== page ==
This study focuses on the measurement accuracy of Magnetic Resonance Velocimetry (MRV) in high-speed turbulent flows. One of the most prominent errors in MRV is the displacement error, which describes the misregistration of spatial coordinates and velocity components in moving fluids. Displacement errors are particularly critical for experiments with high flow velocity and high spatial resolution. The degree of displacement error also depends on the sequence structure of the MRV technique. In this study, two MRV sequence types are examined regarding their measurement capabilities in high-speed turbulent flows: a conventional MRV sequence based on the popular “4D FLOW” technique, and a newly developed sequence, named “SYNC SPI”. Compared to conventional MRV, SYNC SPI is designed for high measurement accuracy, and not for imaging speed, which limits its application to statistically stationary flows. Both sequence types are evaluated in a flow experiment with a converging–diverging nozzle. Time-averaged results are presented for velocities up to 12 m/s at the throat. Supported by Particle Imaging Velocimetry, it is shown that SYNC SPI is capable of acquiring accurate velocity data in these highly turbulent flows. In contrast, the data from the conventional MRV sequence exhibits substantial displacement errors with a maximum displacement of 21 mm. The long acquisition time is the main disadvantage of the SYNC SPI sequence. Therefore, it is examined if undersampling and non-linear reconstruction, known as Compressed Sensing, can be utilized to make data acquisition more efficient. In the presented measurements, Compressed Sensing is successfully applied to shorten the acquisition time by up to 70% with almost no reduction in measurement accuracy.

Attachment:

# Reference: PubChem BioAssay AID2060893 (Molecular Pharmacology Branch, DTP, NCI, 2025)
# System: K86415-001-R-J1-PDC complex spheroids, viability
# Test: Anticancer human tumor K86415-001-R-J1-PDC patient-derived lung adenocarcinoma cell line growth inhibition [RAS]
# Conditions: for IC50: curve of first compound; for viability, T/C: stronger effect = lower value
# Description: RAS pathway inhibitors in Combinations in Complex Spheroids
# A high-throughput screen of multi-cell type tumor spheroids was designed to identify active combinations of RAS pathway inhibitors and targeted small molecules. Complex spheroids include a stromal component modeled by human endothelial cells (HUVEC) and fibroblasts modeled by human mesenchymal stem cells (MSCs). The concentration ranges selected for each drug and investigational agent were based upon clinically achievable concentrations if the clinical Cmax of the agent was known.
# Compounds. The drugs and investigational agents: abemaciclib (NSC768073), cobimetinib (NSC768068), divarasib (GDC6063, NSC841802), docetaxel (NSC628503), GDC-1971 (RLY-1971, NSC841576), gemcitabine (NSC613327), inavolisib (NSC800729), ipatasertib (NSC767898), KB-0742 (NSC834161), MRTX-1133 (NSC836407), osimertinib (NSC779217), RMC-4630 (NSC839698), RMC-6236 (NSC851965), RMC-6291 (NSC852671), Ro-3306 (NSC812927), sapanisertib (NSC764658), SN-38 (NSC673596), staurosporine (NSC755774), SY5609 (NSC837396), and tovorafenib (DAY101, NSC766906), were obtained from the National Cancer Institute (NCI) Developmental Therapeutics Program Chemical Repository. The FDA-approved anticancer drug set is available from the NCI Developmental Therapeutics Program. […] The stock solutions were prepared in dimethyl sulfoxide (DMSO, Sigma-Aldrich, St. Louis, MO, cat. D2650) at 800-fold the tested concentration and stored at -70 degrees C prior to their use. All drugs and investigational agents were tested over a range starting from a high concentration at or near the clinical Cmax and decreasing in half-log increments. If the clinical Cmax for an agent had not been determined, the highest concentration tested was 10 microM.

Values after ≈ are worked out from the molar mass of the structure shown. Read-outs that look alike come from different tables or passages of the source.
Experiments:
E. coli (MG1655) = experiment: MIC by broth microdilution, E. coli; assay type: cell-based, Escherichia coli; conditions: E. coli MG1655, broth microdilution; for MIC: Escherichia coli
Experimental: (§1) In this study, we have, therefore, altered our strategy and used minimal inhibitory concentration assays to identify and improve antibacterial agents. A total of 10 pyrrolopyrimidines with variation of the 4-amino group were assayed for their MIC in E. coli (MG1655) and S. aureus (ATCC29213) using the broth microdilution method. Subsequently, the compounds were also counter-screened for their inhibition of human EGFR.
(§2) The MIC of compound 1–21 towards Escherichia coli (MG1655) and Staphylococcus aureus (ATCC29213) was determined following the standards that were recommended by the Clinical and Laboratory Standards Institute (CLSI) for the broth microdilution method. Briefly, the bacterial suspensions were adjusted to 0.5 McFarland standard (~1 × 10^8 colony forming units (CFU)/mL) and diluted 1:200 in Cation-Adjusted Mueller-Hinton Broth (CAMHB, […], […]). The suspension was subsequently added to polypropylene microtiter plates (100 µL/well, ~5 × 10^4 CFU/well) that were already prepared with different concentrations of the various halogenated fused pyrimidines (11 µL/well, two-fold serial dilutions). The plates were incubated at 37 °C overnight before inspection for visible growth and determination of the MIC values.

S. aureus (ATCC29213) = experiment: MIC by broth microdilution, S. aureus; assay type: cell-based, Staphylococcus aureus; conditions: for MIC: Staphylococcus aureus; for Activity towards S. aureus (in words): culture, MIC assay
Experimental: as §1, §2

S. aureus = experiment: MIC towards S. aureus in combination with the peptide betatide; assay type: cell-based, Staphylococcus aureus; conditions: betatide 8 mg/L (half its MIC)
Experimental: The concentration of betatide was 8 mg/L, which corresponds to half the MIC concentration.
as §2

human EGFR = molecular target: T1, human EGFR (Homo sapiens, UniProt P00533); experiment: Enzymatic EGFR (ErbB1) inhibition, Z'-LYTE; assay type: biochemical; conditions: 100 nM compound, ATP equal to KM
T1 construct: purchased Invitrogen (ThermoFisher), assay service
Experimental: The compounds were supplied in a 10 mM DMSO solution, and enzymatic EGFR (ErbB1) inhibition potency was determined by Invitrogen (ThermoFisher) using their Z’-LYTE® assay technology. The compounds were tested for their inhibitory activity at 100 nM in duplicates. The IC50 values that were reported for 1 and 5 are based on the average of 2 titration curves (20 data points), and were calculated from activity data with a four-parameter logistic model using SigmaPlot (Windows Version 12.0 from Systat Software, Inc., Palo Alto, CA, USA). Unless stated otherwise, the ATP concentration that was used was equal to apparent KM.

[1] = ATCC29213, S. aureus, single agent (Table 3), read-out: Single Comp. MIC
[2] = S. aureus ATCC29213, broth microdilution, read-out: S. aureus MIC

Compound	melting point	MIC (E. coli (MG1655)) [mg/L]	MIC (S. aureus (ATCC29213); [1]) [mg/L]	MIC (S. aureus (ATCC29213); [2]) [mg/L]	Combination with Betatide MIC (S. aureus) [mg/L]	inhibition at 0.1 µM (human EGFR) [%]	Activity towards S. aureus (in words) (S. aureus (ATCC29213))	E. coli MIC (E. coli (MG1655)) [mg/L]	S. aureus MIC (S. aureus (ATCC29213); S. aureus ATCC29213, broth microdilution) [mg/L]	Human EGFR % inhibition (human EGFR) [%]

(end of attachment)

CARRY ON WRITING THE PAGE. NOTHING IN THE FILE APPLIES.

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This work was supported by the Bundesministerium für Wirtschaft und Energie (BMWi) under Grant Number 20E1708 and ERC Consolidator Grant 725183 ‘OpaqueFlows’.
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John, K., Jahangir, S., Gawandalkar, U. et al. Magnetic resonance velocimetry in high-speed turbulent flows: sources of measurement errors and a new approach for higher accuracy. Exp Fluids 61, 27 (2020) doi:10.1007/s00348-019-2849-4